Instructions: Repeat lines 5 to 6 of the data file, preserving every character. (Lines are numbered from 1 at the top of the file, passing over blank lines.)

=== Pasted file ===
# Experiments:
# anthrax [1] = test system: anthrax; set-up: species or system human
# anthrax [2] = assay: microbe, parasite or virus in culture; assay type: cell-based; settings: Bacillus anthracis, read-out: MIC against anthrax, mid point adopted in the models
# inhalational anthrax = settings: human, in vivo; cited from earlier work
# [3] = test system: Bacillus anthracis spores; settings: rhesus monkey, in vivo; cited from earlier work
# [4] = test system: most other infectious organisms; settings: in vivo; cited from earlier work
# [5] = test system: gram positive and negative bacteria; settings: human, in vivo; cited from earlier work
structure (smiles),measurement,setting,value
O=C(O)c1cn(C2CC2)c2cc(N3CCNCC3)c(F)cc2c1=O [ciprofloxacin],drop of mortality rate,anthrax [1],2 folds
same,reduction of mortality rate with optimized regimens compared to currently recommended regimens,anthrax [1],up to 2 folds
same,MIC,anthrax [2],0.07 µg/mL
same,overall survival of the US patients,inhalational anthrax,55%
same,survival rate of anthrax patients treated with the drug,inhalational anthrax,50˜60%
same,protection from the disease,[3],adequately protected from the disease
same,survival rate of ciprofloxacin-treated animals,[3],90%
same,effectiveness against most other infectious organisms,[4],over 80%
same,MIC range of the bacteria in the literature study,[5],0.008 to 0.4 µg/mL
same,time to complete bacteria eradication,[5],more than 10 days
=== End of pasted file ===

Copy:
# [3] = test system: Bacillus anthracis spores; settings: rhesus monkey, in vivo; cited from earlier work
# [4] = test system: most other infectious organisms; settings: in vivo; cited from earlier work